The Three Fundamental Human Freedoms That Modern Society Lacks

Reflecting upon Graeber & Wengrow’s book Dawn of Everything.

Devon Price
27 min readOct 16

The cover for Dawn of Everything by David Graeber and David Wengrow.

David Wengrow and David Graeber’s Dawn of Everything is a dense book. I got it the day it came out in October of 2021, and I’ve been working my way through it ever since. I only just finished. Usually, I could only take the book one single-digit percentage at a time, my mind reeling with the implications of every fact about pre-statehood Indigenous life that I absorbed along the way.

Normally I would hold such a plodding, effortful readerly experience against a book, viewing it as either bogged down by the authors’ own fixations or woefully ‘inaccessible’ to the average busy, distracted person. But here I think Wengrow & Graeber did exactly what they needed to do, to afford the subject sufficient depth. The fields of history and anthropology are simply too complex to talk about on a superficial level — and everything that we have been taught about early human societies is glaringly, ruinously wrong.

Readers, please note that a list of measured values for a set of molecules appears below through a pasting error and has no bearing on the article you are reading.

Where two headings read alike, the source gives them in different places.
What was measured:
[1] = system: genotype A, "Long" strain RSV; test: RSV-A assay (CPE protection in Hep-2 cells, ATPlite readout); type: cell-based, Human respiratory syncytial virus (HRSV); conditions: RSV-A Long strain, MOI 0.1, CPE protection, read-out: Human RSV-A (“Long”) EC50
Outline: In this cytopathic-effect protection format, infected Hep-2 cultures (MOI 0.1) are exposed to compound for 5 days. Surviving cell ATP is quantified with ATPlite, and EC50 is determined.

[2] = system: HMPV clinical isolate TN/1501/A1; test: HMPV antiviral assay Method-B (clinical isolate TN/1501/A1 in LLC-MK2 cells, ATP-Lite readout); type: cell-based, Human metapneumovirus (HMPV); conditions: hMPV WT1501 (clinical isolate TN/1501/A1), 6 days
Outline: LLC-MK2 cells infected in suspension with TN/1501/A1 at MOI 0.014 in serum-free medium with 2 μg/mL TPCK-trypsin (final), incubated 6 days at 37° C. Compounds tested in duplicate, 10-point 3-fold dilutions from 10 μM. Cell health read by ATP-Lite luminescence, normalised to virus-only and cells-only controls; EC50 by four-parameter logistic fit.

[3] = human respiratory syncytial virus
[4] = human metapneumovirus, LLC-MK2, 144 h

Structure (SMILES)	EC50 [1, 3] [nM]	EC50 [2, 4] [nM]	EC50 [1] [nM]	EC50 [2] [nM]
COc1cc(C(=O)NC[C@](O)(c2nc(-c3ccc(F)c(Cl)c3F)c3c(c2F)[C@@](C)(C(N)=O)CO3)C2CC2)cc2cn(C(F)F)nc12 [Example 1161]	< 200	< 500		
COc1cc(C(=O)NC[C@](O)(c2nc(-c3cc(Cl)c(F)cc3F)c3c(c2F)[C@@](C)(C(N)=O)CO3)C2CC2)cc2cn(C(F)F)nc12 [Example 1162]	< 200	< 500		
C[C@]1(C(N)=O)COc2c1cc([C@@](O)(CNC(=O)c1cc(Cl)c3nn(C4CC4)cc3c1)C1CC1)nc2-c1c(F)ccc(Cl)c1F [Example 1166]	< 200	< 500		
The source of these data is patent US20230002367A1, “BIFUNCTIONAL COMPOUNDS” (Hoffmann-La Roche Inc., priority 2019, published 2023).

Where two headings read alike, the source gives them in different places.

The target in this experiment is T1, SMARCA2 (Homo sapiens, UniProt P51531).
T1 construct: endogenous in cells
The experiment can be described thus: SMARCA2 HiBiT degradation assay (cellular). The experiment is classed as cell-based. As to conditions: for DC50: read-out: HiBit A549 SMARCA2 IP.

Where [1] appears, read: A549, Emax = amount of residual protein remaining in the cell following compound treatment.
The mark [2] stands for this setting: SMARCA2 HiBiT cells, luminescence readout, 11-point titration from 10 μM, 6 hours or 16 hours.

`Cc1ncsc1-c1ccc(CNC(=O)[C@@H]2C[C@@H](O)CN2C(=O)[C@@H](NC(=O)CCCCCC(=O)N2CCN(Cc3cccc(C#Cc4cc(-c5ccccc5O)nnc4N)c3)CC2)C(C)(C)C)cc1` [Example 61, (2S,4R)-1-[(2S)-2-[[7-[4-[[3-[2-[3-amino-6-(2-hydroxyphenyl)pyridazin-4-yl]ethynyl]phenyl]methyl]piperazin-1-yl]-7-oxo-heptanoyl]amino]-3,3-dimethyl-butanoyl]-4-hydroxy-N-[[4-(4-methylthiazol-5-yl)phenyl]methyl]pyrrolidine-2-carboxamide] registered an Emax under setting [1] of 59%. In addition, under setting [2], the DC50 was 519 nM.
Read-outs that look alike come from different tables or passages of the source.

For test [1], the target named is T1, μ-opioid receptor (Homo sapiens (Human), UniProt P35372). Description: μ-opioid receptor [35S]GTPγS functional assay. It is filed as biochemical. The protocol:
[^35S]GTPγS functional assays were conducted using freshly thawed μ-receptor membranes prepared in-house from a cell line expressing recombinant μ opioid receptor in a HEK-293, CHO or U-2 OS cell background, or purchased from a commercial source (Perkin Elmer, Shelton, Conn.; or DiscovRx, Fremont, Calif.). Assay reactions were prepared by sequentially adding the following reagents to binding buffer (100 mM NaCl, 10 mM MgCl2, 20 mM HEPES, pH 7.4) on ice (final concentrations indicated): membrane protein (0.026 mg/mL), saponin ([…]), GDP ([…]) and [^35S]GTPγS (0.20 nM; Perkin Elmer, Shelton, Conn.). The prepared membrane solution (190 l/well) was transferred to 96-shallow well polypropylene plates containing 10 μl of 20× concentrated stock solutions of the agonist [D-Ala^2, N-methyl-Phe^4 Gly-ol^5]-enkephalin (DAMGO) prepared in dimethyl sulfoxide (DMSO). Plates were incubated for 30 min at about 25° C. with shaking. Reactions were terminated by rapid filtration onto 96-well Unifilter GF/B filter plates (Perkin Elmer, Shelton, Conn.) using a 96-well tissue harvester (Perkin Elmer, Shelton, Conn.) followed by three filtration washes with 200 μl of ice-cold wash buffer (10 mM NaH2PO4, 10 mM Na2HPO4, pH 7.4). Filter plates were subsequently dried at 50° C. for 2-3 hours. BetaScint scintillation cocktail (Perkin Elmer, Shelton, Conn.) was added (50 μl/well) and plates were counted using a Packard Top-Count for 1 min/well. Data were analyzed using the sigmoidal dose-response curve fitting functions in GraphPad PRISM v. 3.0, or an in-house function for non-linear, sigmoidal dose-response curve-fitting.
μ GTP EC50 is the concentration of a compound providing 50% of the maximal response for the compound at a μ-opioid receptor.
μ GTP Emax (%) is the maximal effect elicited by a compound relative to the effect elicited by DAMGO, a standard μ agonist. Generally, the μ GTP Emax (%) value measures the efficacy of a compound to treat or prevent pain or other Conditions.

The Dawn of Everything is a book about the history of human inequality, and of the concept of states — that is, governments that reign over an entire body of land and the people upon it, using information, violence, and propagandistic charm in order to do so. Though today state governments touch basically every corner of the planet, laws dictate how we must behave, and a sharp divide separates the wealthy and powerful from the poor and humble, there is no reason to believe humans were always going to wind up living this way, or that we should continue to.

It turns out that most gatherings of humans that have existed in history were not ruled by states. States are a recent invention, really, dating back only a couple hundred years at most — and before the entire world became covered in seemingly all-powerful state governments, leaders didn’t possess ultimate control over their subjects. In fact, subjects had a degree of choice over whether to remain subjects at all.

Henry VIII certainly wouldn’t have thought of himself as leading a state called England, for example, though we might talk about him as if he were a state leader now. Even with whatever military might, wealth, and charm he might have possessed, he could never…

Devon Price

He/Him or It/Its. Social Psychologist & Author of LAZINESS DOES NOT EXIST and UNMASKING AUTISM. Links to buy: